Our expert Randall Whitehead, IALD, separates fact from fiction regarding fluorescent’s skin irritation factor.
We have been hearing some rumors that CFLs are causing sunburn or skin irritations. Can you offer any insight to this?
The short answer is that the rumors are true-ish. According to the United Kingdom’s Health Protection Agency (HPA), being too close to some energy-saving light bulbs could cause skin reddening because of ultraviolet (UV) light emissions.
The HPA was prompted to investigate the bulbs after being approached by groups representing people who suffer from light sensitivity issues. As a result of testing, which revealed the potentially higher levels of UV light, the HPA has issued guidelines against people working very close to non-encapsulated light bulbs (where the light coil is visible) for more than one hour a day. However, the agency stressed families should not remove energy-saving light bulbs from their homes, adding that there was no risk of skin cancer.
HPA Chief Executive Justin McCracken states that “at the exposure levels we are talking about the worst effect that we believe there is as result of our investigation is that people could have some short-time reddening of their skin.” He adds: “We are advising people to avoid using the open light bulbs for prolonged close work until the problem is sorted out and to use encapsulated bulbs instead. In other situations where people are not likely to be very close to the bulbs for any length of time, all types of compact fluorescent light bulbs are safe to use.”
Not all open (single envelope) fluorescent light bulbs have significant UV emissions but if people are in very close proximity to some of them, the exposure to bare skin is like being outside in direct sunlight. For example, HPA scientists found that when very close (less than 1 inch) to some open CFLs, the UV level can be equivalent to that experienced outside on a sunny day in the summer, so some precaution is warranted. When farther away (at least 1 foot), the UV level is less than being outside on a sunny day in winter, which is not a concern. The larger, long tube fluorescent lights commonly used in offices can also be used on ceilings without any special precautionary measures.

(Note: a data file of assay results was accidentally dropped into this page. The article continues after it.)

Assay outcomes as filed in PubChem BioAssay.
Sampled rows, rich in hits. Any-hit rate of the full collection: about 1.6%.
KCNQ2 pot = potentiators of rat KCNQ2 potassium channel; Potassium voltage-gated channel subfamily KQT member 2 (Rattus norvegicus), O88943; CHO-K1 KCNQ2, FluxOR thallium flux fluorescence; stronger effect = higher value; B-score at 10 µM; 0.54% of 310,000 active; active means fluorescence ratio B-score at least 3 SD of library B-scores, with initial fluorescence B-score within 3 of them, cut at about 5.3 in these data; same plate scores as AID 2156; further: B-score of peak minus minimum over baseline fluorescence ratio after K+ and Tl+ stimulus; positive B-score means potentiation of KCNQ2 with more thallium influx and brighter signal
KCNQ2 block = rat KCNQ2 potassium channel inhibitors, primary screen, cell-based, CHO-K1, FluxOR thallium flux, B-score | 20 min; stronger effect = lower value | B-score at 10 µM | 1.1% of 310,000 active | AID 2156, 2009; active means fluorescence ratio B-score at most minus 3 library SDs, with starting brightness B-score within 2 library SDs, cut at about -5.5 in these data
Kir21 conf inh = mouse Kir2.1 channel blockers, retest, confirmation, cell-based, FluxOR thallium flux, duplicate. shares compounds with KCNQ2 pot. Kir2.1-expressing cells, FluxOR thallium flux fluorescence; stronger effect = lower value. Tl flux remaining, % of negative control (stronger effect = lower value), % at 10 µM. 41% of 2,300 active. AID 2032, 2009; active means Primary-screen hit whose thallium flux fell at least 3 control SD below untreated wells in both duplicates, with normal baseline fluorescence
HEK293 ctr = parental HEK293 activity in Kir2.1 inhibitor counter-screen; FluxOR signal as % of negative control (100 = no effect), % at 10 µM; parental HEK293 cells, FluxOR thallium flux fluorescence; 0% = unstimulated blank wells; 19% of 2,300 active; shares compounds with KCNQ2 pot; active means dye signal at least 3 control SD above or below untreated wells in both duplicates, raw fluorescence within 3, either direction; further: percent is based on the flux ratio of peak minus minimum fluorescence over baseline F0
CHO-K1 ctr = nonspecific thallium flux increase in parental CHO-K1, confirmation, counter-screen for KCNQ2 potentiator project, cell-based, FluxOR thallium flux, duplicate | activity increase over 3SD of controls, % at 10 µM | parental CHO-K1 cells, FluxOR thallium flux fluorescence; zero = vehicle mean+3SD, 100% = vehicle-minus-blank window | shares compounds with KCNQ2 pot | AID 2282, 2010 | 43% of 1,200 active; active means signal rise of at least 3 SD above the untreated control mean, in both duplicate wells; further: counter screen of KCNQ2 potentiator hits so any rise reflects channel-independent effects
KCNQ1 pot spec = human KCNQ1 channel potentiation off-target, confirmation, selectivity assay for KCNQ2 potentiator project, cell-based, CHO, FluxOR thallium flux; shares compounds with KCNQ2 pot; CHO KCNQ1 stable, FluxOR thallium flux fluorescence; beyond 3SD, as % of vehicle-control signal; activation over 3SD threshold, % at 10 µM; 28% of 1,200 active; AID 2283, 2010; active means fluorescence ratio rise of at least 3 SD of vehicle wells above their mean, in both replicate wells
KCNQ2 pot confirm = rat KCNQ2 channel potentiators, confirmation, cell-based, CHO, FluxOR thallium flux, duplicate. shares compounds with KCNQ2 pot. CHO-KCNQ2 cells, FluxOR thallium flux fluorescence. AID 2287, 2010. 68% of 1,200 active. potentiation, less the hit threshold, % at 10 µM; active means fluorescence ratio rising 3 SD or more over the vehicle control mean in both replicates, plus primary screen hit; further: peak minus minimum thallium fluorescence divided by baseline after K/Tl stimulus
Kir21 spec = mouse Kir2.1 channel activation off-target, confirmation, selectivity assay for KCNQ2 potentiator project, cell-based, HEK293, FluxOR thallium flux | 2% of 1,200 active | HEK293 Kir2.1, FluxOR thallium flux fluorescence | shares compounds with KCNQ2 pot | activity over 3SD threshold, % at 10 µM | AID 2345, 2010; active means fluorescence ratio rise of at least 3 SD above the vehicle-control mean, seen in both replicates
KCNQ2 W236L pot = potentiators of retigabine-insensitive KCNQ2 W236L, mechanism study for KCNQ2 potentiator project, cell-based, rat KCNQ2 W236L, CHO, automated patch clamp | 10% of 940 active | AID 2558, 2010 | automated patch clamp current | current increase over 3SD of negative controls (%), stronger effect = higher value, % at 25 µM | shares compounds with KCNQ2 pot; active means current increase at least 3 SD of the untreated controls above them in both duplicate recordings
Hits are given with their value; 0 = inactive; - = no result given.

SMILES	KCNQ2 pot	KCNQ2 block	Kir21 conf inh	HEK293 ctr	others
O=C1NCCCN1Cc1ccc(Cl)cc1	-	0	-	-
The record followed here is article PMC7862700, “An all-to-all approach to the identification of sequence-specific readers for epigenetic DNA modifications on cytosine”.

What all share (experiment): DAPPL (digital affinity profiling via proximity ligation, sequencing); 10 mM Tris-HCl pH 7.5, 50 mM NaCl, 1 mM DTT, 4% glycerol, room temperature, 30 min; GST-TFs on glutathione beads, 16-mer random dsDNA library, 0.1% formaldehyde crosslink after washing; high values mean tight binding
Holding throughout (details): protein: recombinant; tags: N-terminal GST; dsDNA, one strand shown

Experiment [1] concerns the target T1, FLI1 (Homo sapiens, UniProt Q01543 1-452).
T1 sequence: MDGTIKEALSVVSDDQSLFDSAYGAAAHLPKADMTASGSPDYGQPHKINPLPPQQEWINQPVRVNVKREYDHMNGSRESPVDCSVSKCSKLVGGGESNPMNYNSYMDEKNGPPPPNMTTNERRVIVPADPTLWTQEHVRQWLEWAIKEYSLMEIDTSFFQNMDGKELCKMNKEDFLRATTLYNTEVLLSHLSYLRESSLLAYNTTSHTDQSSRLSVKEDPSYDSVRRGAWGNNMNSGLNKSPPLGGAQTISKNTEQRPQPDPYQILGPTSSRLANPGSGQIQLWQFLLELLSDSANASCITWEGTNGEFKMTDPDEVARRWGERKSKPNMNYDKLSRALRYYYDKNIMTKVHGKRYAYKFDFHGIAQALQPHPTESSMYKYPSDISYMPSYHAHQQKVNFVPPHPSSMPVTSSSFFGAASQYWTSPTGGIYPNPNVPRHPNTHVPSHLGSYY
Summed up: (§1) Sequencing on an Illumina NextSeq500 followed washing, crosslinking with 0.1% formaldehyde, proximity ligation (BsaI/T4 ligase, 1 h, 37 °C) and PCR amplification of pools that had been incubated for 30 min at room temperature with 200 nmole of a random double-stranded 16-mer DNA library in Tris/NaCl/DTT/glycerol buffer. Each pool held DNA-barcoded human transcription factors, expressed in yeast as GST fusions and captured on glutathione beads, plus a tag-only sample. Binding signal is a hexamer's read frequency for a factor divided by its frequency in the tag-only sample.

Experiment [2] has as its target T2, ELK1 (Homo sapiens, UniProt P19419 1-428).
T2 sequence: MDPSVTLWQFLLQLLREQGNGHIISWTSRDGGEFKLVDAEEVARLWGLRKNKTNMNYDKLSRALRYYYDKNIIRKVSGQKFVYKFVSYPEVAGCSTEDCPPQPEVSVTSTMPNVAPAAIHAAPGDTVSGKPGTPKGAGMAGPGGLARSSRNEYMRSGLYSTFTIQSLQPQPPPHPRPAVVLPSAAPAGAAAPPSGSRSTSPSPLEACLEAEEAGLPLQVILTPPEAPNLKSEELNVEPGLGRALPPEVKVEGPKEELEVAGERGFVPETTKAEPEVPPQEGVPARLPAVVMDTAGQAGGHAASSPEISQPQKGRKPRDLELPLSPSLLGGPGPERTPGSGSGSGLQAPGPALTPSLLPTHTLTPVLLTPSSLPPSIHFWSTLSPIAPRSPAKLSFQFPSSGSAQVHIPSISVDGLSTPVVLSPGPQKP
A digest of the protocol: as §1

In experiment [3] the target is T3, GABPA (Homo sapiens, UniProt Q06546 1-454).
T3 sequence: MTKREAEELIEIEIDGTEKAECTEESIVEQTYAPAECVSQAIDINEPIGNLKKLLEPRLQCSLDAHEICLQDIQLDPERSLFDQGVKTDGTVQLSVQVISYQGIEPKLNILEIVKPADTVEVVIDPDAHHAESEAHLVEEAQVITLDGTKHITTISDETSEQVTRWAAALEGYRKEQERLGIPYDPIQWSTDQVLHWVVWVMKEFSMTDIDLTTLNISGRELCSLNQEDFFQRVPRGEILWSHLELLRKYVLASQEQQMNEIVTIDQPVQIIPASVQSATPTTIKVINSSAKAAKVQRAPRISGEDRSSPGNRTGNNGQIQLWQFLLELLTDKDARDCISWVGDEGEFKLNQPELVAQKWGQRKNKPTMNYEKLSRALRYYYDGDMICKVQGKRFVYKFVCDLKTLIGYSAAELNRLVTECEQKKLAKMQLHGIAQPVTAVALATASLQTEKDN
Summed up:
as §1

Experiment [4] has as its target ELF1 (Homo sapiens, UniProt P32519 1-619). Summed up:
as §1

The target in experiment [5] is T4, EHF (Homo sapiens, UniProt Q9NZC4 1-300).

Dr. John O’Hagan, group leader of the HPA’s Radiation Protection Division, said his research suggests the problem may be caused by issues such as phosphor, bends in the glass or the quality of the glass.
Professor Harry Moseley, Consultant Clinical Scientist at the University of Dundee, says: “We are most concerned about risks to patients who have severe light-sensitive skin disorders, such as lupus, eczema, dermatitis or porphyria. The small levels of ultra-violet emitted by some low-energy light bulbs could be harmful to these patients.” Experts stress that healthy people are at no risk providing the HPA’s advice is followed.
The bottom line is that exposure to UV radiation, from both electrical and natural light sources can cause problems for people suffering from some medical conditions. The HPA, the government and the lighting industry have met with patient groups to give advice on the use of CFLs and the availability of newer technologies for low-energy lighting, such as LEDs, which emit no UV.
Make It a Bug Light
Insects are not attracted to LED because what they are attracted to is UV light. So now you can have a bug light outside that isn’t too yellow.